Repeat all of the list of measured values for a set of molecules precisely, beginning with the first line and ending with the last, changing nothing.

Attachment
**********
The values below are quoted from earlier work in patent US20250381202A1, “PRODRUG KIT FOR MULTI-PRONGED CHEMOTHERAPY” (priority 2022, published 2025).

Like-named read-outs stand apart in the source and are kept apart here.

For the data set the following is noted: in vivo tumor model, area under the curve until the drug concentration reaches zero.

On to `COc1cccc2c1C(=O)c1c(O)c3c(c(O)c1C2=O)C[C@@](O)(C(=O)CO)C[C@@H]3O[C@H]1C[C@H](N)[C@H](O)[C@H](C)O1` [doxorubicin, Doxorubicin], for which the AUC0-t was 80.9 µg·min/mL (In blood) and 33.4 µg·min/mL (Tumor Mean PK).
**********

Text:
The values below are quoted from earlier work in patent US20250381202A1, “PRODRUG KIT FOR MULTI-PRONGED CHEMOTHERAPY” (priority 2022, published 2025).

Like-named read-outs stand apart in the source and are kept apart here.

For the data set the following is noted: in vivo tumor model, area under the curve until the drug concentration reaches zero.

On to `COc1cccc2c1C(=O)c1c(O)c3c(c(O)c1C2=O)C[C@@](O)(C(=O)CO)C[C@@H]3O[C@H]1C[C@H](N)[C@H](O)[C@H](C)O1` [doxorubicin, Doxorubicin], for which the AUC0-t was 80.9 µg·min/mL (In blood) and 33.4 µg·min/mL (Tumor Mean PK).